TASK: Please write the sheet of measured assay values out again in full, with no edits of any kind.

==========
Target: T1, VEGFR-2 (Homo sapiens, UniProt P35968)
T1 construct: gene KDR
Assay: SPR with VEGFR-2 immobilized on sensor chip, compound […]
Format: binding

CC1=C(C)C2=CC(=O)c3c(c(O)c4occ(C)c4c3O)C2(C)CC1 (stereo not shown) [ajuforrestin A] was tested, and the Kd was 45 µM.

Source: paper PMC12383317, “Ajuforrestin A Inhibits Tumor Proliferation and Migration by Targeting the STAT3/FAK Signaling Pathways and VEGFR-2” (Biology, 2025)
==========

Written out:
Target: T1, VEGFR-2 (Homo sapiens, UniProt P35968)
T1 construct: gene KDR
Assay: SPR with VEGFR-2 immobilized on sensor chip, compound […]
Format: binding

CC1=C(C)C2=CC(=O)c3c(c(O)c4occ(C)c4c3O)C2(C)CC1 (stereo not shown) [ajuforrestin A] was tested, and the Kd was 45 µM.

Source: paper PMC12383317, “Ajuforrestin A Inhibits Tumor Proliferation and Migration by Targeting the STAT3/FAK Signaling Pathways and VEGFR-2” (Biology, 2025)